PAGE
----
Mar 19th, 2011 at 01:53


    “This is an opportunity to which VRG is prepared to commit substantial resources to, in order to assist the Authority in achieving its objectives.”

    Maybe VRG should have used the CAPS lock key.

    Globally, there is a large experience base and expertise with HSR technology and construction, it’s been generated with over for 40+ years of operations.

    The more interest in CA, the greater the talent pool, the less likely there will be problems managing the project and unanticipated events which drive up costs.

    Rail isn’t hard or complex engineering. It just looks big because we’re so far behind the rest of the world.

    David Florez Reply:

    Joe, this State office (named Lockyer) is apparently the California representative responsible for actually selling to private investors the Prop. 1A CAHSR bonds. Apparently, as of March 2011, some 2.5 years after Prop. 1A passed, Mr. Lockyer states that he can’t sell any of these bonds because CAHSR is more a PR machine, devoid of a “solid business plan” or anything resembling a half-baked business plan. Can you please try to tell me how the California Rep. responsible for selling these bonds, and has had discussions trying to sell them to private investors, is somehow wrong or ill-informed?


    Peter Reply:

    Again, they’re GO bonds. It doesn’t matter if they have a business plan or not. Investors will lap them up because they’re guaranteed repayment no matter what.

    joe Reply:

    David; The Treasurer, Lockyer, said he supports HSR. He also said he has sold bonds to finance the planning.

    I think he is right, the HSR Authority has to continue work to refine the total system design and operations. He’s doing his job pushing them to get a plan in place.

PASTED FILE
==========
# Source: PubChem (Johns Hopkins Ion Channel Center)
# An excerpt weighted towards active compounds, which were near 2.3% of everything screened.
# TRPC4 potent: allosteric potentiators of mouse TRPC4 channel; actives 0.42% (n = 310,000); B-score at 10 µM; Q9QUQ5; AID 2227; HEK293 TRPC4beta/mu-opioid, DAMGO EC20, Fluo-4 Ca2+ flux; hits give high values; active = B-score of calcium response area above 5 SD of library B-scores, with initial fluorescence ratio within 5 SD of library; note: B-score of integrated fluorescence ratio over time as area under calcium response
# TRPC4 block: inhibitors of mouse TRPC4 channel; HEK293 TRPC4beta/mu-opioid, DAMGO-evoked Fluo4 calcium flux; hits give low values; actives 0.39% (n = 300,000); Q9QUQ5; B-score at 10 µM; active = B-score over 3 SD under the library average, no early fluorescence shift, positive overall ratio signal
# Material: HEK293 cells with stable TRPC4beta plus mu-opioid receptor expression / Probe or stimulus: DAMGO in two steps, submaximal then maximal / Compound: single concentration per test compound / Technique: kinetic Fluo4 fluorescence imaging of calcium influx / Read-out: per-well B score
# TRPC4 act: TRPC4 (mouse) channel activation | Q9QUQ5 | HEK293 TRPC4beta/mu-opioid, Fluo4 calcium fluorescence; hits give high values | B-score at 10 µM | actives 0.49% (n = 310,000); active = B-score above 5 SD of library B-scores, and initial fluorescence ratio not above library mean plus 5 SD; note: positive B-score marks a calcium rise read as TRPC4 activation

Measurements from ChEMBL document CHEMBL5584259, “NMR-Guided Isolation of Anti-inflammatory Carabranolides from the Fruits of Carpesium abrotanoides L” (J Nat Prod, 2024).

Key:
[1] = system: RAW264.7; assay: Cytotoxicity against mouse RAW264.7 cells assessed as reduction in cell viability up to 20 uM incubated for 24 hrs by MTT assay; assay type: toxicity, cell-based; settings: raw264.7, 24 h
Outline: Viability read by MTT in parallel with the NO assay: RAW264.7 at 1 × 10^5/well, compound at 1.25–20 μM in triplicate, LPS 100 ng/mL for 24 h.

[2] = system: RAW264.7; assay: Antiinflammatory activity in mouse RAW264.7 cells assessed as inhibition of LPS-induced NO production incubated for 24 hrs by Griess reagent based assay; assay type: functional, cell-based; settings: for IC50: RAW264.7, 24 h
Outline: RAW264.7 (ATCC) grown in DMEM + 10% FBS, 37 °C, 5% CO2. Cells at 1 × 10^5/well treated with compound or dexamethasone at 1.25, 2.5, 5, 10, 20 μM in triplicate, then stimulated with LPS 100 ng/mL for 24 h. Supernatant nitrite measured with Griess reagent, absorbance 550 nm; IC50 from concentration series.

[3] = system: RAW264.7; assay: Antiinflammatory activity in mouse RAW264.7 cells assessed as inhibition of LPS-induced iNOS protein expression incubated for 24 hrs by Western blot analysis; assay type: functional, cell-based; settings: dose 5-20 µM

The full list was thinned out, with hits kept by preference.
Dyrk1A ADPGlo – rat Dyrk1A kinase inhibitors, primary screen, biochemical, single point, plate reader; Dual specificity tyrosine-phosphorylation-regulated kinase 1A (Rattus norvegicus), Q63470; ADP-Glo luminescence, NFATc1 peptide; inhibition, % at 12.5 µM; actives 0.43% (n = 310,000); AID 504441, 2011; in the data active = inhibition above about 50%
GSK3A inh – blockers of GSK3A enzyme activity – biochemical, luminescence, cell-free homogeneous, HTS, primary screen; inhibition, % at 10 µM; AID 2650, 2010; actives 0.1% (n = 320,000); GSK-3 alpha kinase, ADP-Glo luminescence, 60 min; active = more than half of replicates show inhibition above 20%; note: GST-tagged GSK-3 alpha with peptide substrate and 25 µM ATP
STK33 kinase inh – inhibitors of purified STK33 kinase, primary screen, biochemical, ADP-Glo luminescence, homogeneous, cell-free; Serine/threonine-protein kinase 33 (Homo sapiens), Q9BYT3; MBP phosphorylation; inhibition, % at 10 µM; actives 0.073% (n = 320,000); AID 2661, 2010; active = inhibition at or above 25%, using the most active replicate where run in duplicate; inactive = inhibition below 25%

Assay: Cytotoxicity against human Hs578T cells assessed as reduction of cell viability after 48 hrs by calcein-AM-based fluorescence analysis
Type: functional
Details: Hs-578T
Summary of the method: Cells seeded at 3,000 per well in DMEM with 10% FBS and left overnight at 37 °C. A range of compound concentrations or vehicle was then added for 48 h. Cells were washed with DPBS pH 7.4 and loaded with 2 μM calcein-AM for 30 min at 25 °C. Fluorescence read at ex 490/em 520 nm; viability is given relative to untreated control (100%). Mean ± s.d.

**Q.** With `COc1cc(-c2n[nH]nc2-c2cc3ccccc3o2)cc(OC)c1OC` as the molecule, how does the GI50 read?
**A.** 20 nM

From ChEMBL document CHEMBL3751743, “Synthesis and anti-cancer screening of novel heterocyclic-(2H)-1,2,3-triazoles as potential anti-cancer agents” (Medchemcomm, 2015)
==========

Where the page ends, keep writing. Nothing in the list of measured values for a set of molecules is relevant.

Please do not mistakenly implying HSR needs a business plan that produces a profit for Bond investors.

    “The new debt from 1A, including interest, must be paid from the general fund.”

    The Bonds will NOT bring in investors to fund and profit share off HSR revenue. No operating revenue will go to 1A bind holders.

    The CA HSR project **has** enough funding to build a working segment to demonstrate the viability of the project to taxpayers and possible investors.

    There is interest in bidding on work and private money investing resources to help build/finance the project.

    Davide Reply:

    Joe, I believe the Central Valley expenditure (what is it, $5.5 or 6 or 7 billion now?) will not pay for actual trains, electrification, or anything resembling a rolling stock. I’m not sure how this large expenditure will be a working segment, when no one can ride it?

    adirondacker12800 Reply:

    It’s going to be standard gauge track with a relatively wide loading gauge. You could put almost any standard gauge train on it, unaltered, and run it. Rumor on the foamer boards is that the Comet 1s that just left New Jersey are destined for California. Hitch ’em to a spare diesel, voila, service.